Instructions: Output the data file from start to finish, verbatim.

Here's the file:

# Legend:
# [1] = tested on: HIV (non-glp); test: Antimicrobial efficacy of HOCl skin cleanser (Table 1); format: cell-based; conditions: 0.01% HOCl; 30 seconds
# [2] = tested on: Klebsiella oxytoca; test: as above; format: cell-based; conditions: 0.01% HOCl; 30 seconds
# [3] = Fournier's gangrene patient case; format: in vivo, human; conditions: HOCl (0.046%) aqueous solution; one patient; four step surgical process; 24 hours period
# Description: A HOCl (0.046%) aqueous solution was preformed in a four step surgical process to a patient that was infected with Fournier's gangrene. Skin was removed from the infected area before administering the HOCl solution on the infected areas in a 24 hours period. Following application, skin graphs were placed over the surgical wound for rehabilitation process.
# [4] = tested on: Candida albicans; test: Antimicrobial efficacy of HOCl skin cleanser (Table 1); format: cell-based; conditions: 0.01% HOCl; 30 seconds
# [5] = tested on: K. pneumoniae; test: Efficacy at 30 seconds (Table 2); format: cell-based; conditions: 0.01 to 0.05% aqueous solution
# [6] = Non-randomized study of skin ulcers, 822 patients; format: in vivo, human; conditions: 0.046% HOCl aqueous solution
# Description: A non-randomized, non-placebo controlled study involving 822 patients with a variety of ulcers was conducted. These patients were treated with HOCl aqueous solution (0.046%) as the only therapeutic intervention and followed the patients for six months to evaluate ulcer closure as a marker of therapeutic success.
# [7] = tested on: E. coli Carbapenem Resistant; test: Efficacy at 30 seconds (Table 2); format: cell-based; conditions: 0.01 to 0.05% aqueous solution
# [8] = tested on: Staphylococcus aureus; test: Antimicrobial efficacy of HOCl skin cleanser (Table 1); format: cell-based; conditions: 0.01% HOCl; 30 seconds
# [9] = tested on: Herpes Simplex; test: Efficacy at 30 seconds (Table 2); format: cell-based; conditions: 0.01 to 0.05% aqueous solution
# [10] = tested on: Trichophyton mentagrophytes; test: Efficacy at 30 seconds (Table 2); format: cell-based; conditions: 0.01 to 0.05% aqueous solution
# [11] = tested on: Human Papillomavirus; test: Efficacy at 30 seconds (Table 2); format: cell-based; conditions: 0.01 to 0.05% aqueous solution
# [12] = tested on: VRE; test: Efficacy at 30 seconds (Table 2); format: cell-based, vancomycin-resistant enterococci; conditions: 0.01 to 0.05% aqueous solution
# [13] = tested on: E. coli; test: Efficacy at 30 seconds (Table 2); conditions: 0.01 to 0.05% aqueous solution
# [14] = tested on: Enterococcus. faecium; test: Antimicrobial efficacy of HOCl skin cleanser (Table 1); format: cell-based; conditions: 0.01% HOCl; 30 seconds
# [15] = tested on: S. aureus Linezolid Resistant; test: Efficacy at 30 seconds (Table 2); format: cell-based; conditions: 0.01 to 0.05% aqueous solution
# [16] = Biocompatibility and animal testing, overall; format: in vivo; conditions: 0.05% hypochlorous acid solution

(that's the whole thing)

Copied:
# Legend:
# [1] = tested on: HIV (non-glp); test: Antimicrobial efficacy of HOCl skin cleanser (Table 1); format: cell-based; conditions: 0.01% HOCl; 30 seconds
# [2] = tested on: Klebsiella oxytoca; test: as above; format: cell-based; conditions: 0.01% HOCl; 30 seconds
# [3] = Fournier's gangrene patient case; format: in vivo, human; conditions: HOCl (0.046%) aqueous solution; one patient; four step surgical process; 24 hours period
# Description: A HOCl (0.046%) aqueous solution was preformed in a four step surgical process to a patient that was infected with Fournier's gangrene. Skin was removed from the infected area before administering the HOCl solution on the infected areas in a 24 hours period. Following application, skin graphs were placed over the surgical wound for rehabilitation process.
# [4] = tested on: Candida albicans; test: Antimicrobial efficacy of HOCl skin cleanser (Table 1); format: cell-based; conditions: 0.01% HOCl; 30 seconds
# [5] = tested on: K. pneumoniae; test: Efficacy at 30 seconds (Table 2); format: cell-based; conditions: 0.01 to 0.05% aqueous solution
# [6] = Non-randomized study of skin ulcers, 822 patients; format: in vivo, human; conditions: 0.046% HOCl aqueous solution
# Description: A non-randomized, non-placebo controlled study involving 822 patients with a variety of ulcers was conducted. These patients were treated with HOCl aqueous solution (0.046%) as the only therapeutic intervention and followed the patients for six months to evaluate ulcer closure as a marker of therapeutic success.
# [7] = tested on: E. coli Carbapenem Resistant; test: Efficacy at 30 seconds (Table 2); format: cell-based; conditions: 0.01 to 0.05% aqueous solution
# [8] = tested on: Staphylococcus aureus; test: Antimicrobial efficacy of HOCl skin cleanser (Table 1); format: cell-based; conditions: 0.01% HOCl; 30 seconds
# [9] = tested on: Herpes Simplex; test: Efficacy at 30 seconds (Table 2); format: cell-based; conditions: 0.01 to 0.05% aqueous solution
# [10] = tested on: Trichophyton mentagrophytes; test: Efficacy at 30 seconds (Table 2); format: cell-based; conditions: 0.01 to 0.05% aqueous solution
# [11] = tested on: Human Papillomavirus; test: Efficacy at 30 seconds (Table 2); format: cell-based; conditions: 0.01 to 0.05% aqueous solution
# [12] = tested on: VRE; test: Efficacy at 30 seconds (Table 2); format: cell-based, vancomycin-resistant enterococci; conditions: 0.01 to 0.05% aqueous solution
# [13] = tested on: E. coli; test: Efficacy at 30 seconds (Table 2); conditions: 0.01 to 0.05% aqueous solution
# [14] = tested on: Enterococcus. faecium; test: Antimicrobial efficacy of HOCl skin cleanser (Table 1); format: cell-based; conditions: 0.01% HOCl; 30 seconds
# [15] = tested on: S. aureus Linezolid Resistant; test: Efficacy at 30 seconds (Table 2); format: cell-based; conditions: 0.01 to 0.05% aqueous solution
# [16] = Biocompatibility and animal testing, overall; format: in vivo; conditions: 0.05% hypochlorous acid solution